Choices, choices. We all make them, and some are more fun than others. It turns out that flies also make choices, and the choices they make are influenced by their current situations. Take this (disgusting) experiment: here, scientists had green bottle flies choose which scent to follow. Either the flies could follow the delicious scent of dog poop (a yummy treat, at least to these flies), or they could choose to follow the odor of a dead rat, the perfect place to lay eggs (blue bottle flies lay their eggs in dead flesh, which provides nourishment to the newly-hatched maggots). It turns out that hungry pregnant flies liked both dog poop and dead rat, while well-fed pregnant flies consistently chose to track down the rat, presumably to unload all their eggs. Honestly, this might be the most disgusting experimental setup we’ve read yet. And that’s saying something!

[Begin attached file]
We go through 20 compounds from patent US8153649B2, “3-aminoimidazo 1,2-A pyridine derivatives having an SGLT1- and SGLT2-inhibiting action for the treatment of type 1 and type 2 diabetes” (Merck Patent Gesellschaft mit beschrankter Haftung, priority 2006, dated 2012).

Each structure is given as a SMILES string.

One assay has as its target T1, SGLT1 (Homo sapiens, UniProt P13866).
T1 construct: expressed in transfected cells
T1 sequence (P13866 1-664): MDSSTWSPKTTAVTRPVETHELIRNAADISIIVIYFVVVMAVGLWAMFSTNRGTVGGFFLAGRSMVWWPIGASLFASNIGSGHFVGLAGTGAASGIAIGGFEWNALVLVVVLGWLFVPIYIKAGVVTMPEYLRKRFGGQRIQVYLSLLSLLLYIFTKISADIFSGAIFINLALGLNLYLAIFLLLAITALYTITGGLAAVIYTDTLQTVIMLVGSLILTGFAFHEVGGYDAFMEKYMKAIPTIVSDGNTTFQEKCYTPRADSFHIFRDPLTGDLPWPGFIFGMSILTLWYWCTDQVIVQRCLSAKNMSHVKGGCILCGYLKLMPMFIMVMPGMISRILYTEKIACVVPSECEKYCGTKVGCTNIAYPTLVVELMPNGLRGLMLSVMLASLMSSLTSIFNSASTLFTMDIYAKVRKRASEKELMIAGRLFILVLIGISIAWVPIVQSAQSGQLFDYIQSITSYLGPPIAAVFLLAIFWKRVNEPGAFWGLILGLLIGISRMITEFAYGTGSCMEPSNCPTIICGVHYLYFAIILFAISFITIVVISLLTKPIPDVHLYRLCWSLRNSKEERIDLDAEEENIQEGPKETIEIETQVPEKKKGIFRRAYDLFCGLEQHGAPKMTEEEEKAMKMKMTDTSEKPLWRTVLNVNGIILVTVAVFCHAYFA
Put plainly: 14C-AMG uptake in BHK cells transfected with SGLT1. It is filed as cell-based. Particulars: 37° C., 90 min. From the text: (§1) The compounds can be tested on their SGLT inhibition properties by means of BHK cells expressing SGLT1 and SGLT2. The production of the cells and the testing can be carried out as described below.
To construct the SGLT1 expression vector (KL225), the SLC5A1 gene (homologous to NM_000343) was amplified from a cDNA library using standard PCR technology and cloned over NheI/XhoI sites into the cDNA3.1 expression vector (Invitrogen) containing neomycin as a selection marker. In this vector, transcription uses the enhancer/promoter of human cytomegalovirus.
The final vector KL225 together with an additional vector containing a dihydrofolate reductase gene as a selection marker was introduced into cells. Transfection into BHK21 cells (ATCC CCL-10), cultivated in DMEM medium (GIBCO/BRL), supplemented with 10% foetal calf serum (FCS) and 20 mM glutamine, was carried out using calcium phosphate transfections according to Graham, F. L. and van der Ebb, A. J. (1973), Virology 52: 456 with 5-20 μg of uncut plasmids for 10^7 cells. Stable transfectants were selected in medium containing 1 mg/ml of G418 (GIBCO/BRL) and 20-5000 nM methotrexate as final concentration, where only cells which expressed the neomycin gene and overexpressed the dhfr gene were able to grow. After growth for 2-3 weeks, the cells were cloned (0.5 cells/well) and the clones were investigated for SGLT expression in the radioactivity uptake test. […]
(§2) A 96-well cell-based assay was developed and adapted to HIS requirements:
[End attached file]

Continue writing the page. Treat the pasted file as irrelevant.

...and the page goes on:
“We investigated foraging decisions by adult females of the common green bottle fly, Lucilia sericata, in accordance with their physiological state. When we gave female flies a choice between visually occluded, fresh canine feces (feeding site) and a CO2-euthanized rat (carrion oviposition site), 3-d-old “protein-starved” females responded equally well to feces and carrion, whereas protein-fed gravid females with mature oocytes responded only to carrion, indicating resource preferences based on a fly’s physiological state. Dimethyl trisulfide (DMTS) is known to attract gravid L. sericata females to carrion. Therefore, we analyzed headspace from canine feces by gas chromatographic-electroantennographic detection (GC-EAD) and GC/mass spectrometry. In bioassays, of the 17 fecal odorants that elicited GC-EAD responses from fly antennae, a blend of indole and one or more of the alcohols phenol, m-/p-cresol and 1-octen-3-ol proved as attractive to flies as canine feces. Unlike young females, gravid females need to locate carrion for oviposition and distinguish between fresh and aging carrion, the latter possibly detrimental to offspring. Gravid female L. sericata accomplish this task, in part, by responding to trace amounts of DMTS emanating from fresh carrion and by discriminating against carrion as soon it begins to produce appreciable amounts of indole, which is also the second-most abundant semiochemical in fresh canine feces, and apparently serves as an indicator of food rather than oviposition resources. Our results emphasize the importance of studying foraging choices by flies in accordance with their physiological stage.”